We don’t know if this is what the respected Tabankulu Recovery Centre, a rehab facility for recovering addicts in Cape Town, had in mind when they decided to implement surfing as part of their rehabilitation programme.

According to an article in the US based Christian Science Monitor, patients at the respected clinic are encouraged to take up the sport to help wean them off their various addictions and personal problems.

Once a week, an assortment of people struggling with alcoholism, drug addiction, bulimia, and other troubles pick up their boards and learn to surf in the waters around South Africa’s “Mother City.”

Their surfing instructor, Lenny Stolk, is himself a former heavy drinker and drug addict who kicked his habits seven years ago.

After his rehabilitation, Mr. Stolk returned to work, but was made redundant in June this year, which is when he thought about starting up LJ’s Surf Clinic.

“I spent 90,000 to 95,000 rand on the van and surfboards and spoke to the clinic,” says Stolk. “I did not want it to be a surf school.

“I wanted it to be a surf clinic to help addicts and people with problems,” says Stolk. “I’ve looked on the Internet and can’t find anywhere else that offers it.”

Since September, Stolk has taught about 20 people to surf.

Tabankulu offers a treatment programme in three different stages based on a 12-step recovery plan.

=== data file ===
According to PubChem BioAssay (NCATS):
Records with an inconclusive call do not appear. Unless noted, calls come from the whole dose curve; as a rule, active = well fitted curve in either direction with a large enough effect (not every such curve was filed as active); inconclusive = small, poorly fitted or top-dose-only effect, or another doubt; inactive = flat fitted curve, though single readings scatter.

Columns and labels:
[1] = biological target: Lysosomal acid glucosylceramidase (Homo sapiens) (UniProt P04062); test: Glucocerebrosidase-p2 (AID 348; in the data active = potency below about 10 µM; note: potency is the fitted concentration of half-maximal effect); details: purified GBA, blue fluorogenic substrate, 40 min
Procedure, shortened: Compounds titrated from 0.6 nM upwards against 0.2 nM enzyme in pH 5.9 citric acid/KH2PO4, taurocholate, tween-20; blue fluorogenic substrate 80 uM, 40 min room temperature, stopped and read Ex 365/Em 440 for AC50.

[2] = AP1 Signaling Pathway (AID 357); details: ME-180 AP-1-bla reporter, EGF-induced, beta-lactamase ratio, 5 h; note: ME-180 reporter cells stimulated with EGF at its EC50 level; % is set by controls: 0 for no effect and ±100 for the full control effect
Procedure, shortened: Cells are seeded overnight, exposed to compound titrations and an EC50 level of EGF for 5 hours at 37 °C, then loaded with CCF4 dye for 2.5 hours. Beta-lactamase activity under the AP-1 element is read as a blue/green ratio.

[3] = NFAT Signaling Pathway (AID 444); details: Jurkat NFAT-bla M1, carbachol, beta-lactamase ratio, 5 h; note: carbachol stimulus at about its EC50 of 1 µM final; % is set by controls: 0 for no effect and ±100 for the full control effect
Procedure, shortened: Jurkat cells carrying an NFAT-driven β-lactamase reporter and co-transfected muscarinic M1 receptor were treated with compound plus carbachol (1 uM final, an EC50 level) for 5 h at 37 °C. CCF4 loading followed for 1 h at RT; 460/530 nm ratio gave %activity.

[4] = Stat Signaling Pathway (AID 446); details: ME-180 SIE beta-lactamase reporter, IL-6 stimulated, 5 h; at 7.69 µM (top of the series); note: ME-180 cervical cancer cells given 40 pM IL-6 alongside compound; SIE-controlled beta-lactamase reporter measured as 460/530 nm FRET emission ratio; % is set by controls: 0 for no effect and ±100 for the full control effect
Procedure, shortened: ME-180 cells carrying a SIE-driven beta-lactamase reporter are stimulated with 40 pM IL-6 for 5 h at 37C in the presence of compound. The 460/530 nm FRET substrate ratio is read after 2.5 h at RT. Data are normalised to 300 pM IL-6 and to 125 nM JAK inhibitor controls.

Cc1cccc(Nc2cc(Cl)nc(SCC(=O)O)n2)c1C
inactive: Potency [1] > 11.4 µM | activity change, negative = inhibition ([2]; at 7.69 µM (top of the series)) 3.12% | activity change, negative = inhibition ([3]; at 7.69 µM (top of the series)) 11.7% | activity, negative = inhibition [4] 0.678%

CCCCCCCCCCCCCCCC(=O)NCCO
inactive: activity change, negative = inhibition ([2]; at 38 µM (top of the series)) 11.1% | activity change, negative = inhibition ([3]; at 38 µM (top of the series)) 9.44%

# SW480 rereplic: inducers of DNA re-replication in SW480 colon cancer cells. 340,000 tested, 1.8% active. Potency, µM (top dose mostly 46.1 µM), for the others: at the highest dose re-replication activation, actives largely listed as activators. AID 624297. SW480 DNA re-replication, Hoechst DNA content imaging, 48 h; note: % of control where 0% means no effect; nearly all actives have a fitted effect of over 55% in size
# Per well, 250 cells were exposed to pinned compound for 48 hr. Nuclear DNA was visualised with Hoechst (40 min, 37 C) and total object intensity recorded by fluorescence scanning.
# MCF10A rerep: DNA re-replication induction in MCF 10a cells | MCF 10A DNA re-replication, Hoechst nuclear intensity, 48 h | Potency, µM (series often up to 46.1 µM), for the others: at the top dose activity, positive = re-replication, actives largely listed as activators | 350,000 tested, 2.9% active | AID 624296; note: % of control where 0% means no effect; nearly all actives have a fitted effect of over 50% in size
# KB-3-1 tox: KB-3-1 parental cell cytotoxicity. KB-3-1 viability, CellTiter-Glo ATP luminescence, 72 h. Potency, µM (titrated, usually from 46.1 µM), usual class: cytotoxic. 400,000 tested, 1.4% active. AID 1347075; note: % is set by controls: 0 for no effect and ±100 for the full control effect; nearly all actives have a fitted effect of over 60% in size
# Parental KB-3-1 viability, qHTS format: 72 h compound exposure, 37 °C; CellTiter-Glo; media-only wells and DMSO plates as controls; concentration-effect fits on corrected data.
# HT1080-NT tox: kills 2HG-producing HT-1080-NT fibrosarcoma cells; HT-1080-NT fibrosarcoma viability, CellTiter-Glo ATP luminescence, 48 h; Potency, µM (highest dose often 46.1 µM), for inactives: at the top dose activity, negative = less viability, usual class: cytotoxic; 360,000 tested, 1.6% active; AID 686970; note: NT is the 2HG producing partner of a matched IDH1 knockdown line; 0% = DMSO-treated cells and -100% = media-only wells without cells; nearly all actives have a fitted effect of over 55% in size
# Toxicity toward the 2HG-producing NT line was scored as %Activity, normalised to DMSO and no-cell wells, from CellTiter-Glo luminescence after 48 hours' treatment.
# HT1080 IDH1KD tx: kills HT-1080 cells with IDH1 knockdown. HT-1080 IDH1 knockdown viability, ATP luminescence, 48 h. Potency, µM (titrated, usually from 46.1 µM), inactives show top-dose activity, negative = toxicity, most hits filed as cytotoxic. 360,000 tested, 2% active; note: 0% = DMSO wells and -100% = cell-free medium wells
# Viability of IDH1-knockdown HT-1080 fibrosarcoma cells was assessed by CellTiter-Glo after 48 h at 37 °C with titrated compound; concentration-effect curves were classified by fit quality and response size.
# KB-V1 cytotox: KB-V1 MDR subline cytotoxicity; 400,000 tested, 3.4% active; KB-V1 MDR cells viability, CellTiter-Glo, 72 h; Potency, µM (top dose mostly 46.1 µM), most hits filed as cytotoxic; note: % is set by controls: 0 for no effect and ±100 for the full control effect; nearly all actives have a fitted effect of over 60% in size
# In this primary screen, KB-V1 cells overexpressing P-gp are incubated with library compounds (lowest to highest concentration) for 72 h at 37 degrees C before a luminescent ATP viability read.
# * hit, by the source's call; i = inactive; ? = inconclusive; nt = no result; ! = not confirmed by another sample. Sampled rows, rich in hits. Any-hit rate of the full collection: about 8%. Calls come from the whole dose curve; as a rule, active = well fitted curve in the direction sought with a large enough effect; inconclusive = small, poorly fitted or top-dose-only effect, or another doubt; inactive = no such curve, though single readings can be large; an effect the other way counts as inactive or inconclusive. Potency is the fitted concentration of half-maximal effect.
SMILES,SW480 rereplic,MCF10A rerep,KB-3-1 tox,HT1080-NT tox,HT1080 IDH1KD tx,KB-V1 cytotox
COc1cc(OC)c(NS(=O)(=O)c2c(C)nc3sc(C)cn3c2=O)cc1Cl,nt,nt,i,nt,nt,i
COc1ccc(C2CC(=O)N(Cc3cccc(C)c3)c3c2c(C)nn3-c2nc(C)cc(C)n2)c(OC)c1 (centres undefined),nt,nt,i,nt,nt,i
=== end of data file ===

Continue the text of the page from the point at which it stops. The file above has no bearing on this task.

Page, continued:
Most patients are from Britain and different parts of Africa, but it currently hosts people from Sweden, Holland, and Ukraine. They pay some R150 000 for a typical nine-month course of treatment.

Once a week, Stolk teaches two groups of five or six surfers, but he is keen to stress that it is seen as a “reward” for progression with other elements of the program.

“It takes my mind off drugs and my treatment,” says one of Stolk’s students. “It’s given me hope for the future.”

Cinic administrators say that surfing offers a new challenge for patients and fills a gap when they might otherwise be tempted to revert to bad habits. “It’s about having fun,” says Tabankulu director and owner Hugh Robinson. “The biggest task for a recovering addict is finding new enthusiasm for life. Surfing gives that – it gets the juices going, new excitement and passion. Also, when you get out into the sea on your board you realise how large the world is and how small you are.”

“It’s easy to say no and go back to drugging and drinking, but learning to surf gives you a real sense of achievement which is important,” says Stolk.

“I know what it’s like when you give something up,” Stolk adds. “It was okay for me because I’ve always surfed. But for those who’ve always drugged, you need something to fill your gap. It’s a good, clean sport and can be addictive!”